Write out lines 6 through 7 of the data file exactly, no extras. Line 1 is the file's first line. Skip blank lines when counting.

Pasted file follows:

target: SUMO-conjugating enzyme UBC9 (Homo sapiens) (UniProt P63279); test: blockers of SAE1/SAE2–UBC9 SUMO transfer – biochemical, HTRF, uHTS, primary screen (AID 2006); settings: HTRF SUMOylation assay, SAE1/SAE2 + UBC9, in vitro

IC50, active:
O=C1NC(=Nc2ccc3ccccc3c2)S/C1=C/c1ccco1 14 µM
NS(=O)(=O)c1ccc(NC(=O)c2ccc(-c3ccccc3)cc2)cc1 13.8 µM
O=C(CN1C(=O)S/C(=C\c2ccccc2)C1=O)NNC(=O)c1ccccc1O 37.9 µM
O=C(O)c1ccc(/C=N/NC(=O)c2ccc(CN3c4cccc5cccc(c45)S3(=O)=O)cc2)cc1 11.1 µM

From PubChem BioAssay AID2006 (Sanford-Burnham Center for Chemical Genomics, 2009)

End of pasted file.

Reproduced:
O=C(O)c1ccc(/C=N/NC(=O)c2ccc(CN3c4cccc5cccc(c45)S3(=O)=O)cc2)cc1 11.1 µM

From PubChem BioAssay AID2006 (Sanford-Burnham Center for Chemical Genomics, 2009)